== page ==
I used to go to day classes run by the local Adult Education Authority but these long ago got either cut completely or became so expensive that only people on benefit could afford to go! It was a shame as they ran a pattern-making class which would benefit all of us who are not a perfect proportioned size. Added to the fact that fabric shops are like hens' teeth and clothes in general have been up to now ridiculously cheap, it's not been worthwhile making items. In fact I think being able to alter clothes is probably more pertinent for me and being able to make soft furnishings as well.

    I look forward to reading all the exciting projects from all you sewistas until I finally get the time to start my own.
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  • srnsrn Forumite
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    Part of the Furniture 10 Posts
    Hi,

    Great new thread.
    I too learned to sew as a child, made all of my own clothes in my teens, but stopped as clothes became cheaper and life, marriage and children got in the way. I have always had a sewing machine for simple things like hems, curtains, cushion covers etc. However when I retired I decided to take up quilting but my husband persuaded me to buy a hugely expensive sewing machine that embroiders as well - WOW. I have a new hobby, it is wonderful, I can even quilt on it! I have attached a couple of photos (hopefully) of two quilts I have just finished, made from the bunting I made for my son's wedding in July. The photos of them are of them not finished, but I finished them both with some deep purple binding and I am quite proud of them.
    http://s591.photobucket.com/user/srnorth1/library/Quilting?sort=3&page=1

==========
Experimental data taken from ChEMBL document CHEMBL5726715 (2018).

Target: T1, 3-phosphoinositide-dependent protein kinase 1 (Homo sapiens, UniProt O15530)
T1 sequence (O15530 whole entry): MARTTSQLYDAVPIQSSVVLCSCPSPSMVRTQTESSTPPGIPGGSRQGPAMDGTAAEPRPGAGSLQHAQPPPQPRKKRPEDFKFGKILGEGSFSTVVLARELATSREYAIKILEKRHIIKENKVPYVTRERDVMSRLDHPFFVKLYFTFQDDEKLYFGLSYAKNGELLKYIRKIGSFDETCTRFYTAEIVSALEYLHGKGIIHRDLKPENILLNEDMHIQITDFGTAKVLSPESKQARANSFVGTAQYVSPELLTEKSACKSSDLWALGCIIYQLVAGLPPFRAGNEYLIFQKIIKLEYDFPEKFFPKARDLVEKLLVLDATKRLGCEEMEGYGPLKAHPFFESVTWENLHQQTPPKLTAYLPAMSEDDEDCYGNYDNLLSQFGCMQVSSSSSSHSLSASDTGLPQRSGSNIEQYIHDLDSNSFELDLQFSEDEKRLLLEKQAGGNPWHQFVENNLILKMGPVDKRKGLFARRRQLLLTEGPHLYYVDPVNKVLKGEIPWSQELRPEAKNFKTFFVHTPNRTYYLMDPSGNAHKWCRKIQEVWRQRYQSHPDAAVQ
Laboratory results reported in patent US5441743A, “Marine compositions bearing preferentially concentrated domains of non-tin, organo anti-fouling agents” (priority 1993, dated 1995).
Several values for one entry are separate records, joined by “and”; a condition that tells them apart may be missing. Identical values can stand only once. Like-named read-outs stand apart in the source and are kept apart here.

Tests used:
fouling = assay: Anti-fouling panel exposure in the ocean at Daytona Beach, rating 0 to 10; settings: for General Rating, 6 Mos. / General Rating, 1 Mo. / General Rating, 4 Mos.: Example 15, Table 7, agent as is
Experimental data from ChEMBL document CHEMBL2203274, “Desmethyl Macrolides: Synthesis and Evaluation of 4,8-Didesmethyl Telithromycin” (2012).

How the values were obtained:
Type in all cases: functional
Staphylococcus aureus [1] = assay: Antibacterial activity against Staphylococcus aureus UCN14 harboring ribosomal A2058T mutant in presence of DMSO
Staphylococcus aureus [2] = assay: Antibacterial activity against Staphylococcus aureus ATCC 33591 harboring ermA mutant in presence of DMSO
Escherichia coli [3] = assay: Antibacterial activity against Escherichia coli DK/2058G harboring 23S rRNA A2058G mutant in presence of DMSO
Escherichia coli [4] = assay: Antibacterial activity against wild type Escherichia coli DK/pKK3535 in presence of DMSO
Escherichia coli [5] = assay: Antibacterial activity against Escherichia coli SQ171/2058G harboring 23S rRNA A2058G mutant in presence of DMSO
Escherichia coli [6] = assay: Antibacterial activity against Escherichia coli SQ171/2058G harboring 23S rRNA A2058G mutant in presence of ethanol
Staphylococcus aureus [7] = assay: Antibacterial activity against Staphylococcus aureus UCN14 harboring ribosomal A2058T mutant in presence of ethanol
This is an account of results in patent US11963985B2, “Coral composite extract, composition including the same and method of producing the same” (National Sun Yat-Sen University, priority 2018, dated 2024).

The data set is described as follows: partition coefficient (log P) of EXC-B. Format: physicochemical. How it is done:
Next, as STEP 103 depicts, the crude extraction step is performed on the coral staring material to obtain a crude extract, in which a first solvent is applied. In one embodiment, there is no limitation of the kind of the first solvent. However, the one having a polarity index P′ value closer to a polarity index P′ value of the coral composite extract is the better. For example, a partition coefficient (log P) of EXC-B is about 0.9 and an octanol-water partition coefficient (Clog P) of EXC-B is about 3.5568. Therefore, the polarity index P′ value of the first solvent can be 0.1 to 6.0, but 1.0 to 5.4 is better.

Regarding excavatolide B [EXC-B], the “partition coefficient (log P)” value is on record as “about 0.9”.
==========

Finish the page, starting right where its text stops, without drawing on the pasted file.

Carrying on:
I am now working on some Christmas wall hangings.
  • kathrynhakathrynha Forumite
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    kittie wrote: »
    I am a plus size too kathrynha and used to be 5`, now shorter and everything has gone south. Shop bought clothes just do not fit. I had a model and kept it under the stairs for mny years, then I realised that I could make it my shape. I got wadding and a stretchy tube type interlock fabric. Carefully took my measurements and started padding, a bit at a time, used a curved needle and strong thread.. Put my bra on her and stuffed that, not perky unfortunately but realistic. This was a very slow process and not one that invited me to carry on but carry on I did. I pretty well got me and then made a slip over stretchy interlock top and put a zip in the back, ok the body does change, hence the zip. Put black tape around to mark waist, hips and bust and covered the lot in a loose pillow case. It works when I am making something that I need to fit against me, especially shoulder width etc and is very good when knitting a top down fitted shaped jumper

    Thanks Kittie, that's really helpful. I will have to see if I can manage to make something similar
    Zebras rock